Partner Agencies receive Pandemic Reimbursement

November 1, 2022 2:12 pm

Food Bank of the Albemarle announced today that three hunger relief partners, including Open Door Food Pantry of Perquimans County, Beach Food Pantry, and Eagles Wings will each receive a full reimbursement from the Department of Agriculture (DOA) for expenses incurred during the pandemic.

“The COVID-19 pandemic presented incredible challenges for the Food Bank and food pantries, including changes in distribution frequency, food availability, as well as rising costs of food, transportation and labor” said Liz Reasoner, Executive Director, Food Bank of the Albemarle. “This reimbursement funding will cover some of those expenses, and help Open Door Perquimans, Beach Food Pantry, and Eagles Wings continue their outstanding work as Food Bank partner agencies.”

The reimbursement funds are available as part of The Coronavirus Aid, Relief, and Economic Security Act or, CARES Act, that was passed by Congress on March 27th, 2020. This bill allotted $2.2 trillion to provide fast and direct economic aid to the American people negatively impacted by the COVID-19 pandemic.

Eagles Wings Food Pantry – Beaufort County

Eagles Wings Food Pantry will be reimbursed in the amount of $6,850 by the DOA for expenses related to staff wages during the pandemic.

“Eagle’s Wings gratefully accepts the $6,850 reimbursement received from the CARES Act through the Food Bank of the Albemarle,” said Ann-Marie Montague, Executive Director of Eagle’s Wings Food Pantry. “Every dollar we receive goes into addressing food insecurity right here in Beaufort County, so having these costs reimbursed means we can supply more nutritious food items to our clients. Eagle’s Wings thanks the Food Bank of the Albemarle for its prompt handling of this reimbursement.”

Food insecurity in Beaufort County touches 6,620 individuals (14%) of which 2,080 (22%) are children..

Beach Food Pantry – Dare County

“The Beach Food Pantry is thankful to the Food Bank of the Albemarle for their assistance in presenting a reimbursement request for otherwise unreimbursed COVID-related expenses to the State of NC,” said Elisabeth Silverthorne, Executive Director, Beach Food Pantry. “To have these funds unexpectedly come back to us, especially in a year when we’ve seen a significant increase in need, is a game-changer. It means that we can continue to provide client-centered service, focused on high-quality and nutritious foods, to people in need that live or work in Dare County. We are also grateful to the State of NC for making these funds available for hunger-relief efforts.”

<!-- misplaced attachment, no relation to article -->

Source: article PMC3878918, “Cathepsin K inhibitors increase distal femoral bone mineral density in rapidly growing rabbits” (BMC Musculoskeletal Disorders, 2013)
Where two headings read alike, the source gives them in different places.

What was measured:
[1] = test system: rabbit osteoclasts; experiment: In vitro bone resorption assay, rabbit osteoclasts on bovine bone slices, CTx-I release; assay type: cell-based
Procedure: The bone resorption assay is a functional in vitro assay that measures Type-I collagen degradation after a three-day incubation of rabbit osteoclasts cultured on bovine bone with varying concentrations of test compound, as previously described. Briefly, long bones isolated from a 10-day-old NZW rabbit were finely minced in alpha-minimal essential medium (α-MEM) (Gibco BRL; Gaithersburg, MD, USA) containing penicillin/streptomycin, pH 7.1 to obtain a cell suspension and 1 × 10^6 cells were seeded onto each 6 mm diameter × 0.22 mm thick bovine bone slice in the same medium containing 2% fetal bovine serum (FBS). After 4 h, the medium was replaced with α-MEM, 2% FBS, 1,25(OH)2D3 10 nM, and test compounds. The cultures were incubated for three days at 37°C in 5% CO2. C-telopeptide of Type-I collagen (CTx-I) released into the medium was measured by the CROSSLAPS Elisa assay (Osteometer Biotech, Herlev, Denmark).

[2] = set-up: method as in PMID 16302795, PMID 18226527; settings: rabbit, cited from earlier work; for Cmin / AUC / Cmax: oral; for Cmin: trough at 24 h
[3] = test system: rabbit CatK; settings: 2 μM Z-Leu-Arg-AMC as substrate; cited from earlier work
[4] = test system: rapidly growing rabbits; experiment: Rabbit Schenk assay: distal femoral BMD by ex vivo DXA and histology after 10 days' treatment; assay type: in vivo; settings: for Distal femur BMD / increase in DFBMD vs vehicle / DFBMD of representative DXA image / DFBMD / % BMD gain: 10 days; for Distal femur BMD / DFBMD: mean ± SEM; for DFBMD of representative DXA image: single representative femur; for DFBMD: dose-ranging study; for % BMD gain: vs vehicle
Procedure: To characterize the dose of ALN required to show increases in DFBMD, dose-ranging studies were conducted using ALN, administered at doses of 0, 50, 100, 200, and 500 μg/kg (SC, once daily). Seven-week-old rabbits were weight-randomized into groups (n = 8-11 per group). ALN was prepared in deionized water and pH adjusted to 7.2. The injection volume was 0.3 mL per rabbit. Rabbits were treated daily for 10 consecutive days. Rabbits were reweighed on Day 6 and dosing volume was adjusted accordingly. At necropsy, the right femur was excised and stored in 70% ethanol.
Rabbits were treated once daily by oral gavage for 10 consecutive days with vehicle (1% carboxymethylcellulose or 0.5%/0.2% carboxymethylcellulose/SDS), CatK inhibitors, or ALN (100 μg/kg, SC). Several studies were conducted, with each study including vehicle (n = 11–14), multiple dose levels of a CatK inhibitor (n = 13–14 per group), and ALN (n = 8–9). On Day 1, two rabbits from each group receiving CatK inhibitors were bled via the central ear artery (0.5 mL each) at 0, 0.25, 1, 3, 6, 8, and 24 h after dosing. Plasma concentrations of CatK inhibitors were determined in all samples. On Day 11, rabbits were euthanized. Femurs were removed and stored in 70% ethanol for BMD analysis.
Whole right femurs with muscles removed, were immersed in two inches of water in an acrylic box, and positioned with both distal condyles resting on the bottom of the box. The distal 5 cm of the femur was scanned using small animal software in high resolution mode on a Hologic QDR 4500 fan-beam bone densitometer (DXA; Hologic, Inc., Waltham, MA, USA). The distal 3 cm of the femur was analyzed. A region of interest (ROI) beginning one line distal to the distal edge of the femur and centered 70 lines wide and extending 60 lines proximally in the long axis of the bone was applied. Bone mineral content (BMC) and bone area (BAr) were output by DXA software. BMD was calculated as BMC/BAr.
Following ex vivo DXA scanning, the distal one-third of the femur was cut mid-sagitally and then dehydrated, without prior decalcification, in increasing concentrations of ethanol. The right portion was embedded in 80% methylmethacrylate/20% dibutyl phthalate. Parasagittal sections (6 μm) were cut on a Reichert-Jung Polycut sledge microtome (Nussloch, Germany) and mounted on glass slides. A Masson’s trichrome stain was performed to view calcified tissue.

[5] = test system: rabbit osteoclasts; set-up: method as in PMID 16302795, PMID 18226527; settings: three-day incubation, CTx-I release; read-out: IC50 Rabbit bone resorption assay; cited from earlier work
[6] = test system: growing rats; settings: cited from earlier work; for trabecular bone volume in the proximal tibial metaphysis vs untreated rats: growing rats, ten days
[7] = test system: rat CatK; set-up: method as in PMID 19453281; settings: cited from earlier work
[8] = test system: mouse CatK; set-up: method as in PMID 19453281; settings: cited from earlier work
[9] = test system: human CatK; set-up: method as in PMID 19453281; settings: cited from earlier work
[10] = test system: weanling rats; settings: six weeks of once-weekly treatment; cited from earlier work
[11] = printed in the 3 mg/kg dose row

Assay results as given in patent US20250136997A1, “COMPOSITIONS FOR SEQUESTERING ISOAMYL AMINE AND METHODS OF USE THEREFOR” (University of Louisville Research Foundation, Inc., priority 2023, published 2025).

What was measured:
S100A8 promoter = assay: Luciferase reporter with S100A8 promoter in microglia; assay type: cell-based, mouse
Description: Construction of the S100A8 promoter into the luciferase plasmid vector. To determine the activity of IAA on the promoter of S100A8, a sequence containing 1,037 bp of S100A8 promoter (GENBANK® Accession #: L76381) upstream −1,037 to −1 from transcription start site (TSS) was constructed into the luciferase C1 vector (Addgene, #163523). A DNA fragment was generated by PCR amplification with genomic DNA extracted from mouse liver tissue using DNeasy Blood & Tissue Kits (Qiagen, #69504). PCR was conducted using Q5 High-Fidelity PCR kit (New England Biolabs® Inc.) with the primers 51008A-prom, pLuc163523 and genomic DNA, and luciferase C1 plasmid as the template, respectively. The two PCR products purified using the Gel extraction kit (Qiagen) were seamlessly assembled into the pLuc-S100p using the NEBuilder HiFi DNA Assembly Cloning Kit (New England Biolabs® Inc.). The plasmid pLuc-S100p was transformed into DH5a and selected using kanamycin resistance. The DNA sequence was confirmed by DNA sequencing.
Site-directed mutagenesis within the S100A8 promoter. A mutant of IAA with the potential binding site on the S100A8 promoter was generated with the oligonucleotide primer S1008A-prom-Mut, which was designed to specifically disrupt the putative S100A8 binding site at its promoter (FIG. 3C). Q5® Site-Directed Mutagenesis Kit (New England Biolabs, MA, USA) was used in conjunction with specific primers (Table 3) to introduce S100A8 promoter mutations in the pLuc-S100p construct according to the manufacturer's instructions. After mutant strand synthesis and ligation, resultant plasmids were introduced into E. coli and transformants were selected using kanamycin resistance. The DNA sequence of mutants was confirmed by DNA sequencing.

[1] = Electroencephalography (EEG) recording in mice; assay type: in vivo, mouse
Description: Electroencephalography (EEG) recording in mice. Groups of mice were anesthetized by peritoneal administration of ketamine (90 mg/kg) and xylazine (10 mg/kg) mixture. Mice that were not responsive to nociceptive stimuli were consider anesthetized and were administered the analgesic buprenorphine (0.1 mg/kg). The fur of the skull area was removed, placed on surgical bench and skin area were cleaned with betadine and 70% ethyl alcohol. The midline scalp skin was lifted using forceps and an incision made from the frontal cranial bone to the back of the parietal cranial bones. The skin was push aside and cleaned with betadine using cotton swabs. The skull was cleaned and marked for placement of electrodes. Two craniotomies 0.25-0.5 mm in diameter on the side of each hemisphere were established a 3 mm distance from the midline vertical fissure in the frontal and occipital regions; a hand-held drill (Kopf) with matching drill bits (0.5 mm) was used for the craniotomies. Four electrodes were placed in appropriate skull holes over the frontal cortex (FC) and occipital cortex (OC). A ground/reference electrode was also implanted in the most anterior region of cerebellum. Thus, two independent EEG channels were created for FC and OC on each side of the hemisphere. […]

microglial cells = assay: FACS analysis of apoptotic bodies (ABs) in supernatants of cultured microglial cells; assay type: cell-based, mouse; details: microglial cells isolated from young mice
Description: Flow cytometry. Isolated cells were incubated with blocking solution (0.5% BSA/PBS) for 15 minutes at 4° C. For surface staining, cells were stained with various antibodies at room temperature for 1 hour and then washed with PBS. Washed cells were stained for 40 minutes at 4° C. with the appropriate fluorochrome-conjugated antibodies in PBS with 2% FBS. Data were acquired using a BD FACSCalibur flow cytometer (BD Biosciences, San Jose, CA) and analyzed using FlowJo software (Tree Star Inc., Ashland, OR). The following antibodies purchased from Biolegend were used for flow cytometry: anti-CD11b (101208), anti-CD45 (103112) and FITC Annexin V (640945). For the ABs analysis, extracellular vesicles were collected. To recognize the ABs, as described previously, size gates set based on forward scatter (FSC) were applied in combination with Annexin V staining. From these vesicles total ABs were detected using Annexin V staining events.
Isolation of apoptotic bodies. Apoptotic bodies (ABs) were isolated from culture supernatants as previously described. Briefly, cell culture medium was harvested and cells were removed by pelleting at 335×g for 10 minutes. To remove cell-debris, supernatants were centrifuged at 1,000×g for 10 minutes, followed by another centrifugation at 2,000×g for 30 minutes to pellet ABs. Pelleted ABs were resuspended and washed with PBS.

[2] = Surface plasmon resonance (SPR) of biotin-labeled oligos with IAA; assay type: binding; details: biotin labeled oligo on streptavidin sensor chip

Beach Food Pantry will be reimbursed in the amount of $49,998 by the DOA for the following expenses during the pandemic:

  • Van, van safety accessories
  • HVAC system and installation, insulation blankets,
    insulation bags for summer food for kids
  • Storage Unit
  • Freezer unit
  • COVID rapid tests
  • Cleaners &  Personal Protection Equipment (PPE)
  • teach – for online ordering for clients
  • Alchemer – for online applications
  • Cognito Forms – platform for online applications
  • A Go-To-Meeting subscription

Food insecurity in Dare County touches 4,500 individuals (12%) of which 1,100 (16%) are children.

The Open Door Food Pantry of Perquimans County

“The Open Door Food Pantry of Perquimans County is very appreciative of the CARES fund reimbursement and we appreciate Food Bank of the Albemarle’s efforts on our behalf,” said Rosemary Smith, Executive Director, Open Door Food Pantry. “These funds will be very helpful with purchasing much-needed items for our clients.’

Open Door Perquimans will be reimbursed in the amount of $9,135 by the DOA for the following expenses during the pandemic:

  • Household items
  • Office supplies
  • Food

Food insecurity in Perquimans County touches 1,680 individuals (12%) of which 460 (18%) are children.

Hunger in northeastern North Carolina

Across Food Bank of the Albemarle’s 15 county service area, over 41,000 people are considered food insecure, including 13,800 children.

As an agricultural hub of the State, the Food Bank service area has a high population of immigrant workers, persons of color, and higher than average rates of uninsured residents. As examples, of those the Food Bank serves, an average of 59% are African America/Black, Hispanic/Latino, or two or more races. As North Carolina’s uninsured rate reaches nearly 13%, in the counties served, the rates are much higher. The range is from 16%-25% with an average of 19% across all 15 counties.

“Our hunger-relief partners work daily with the Food Bank to provide food and critical resources in their service area,” Reasoner added. “It is through these long-standing, as well as new partnerships, that we can ensure the need is being met across northeastern North Carolina.”

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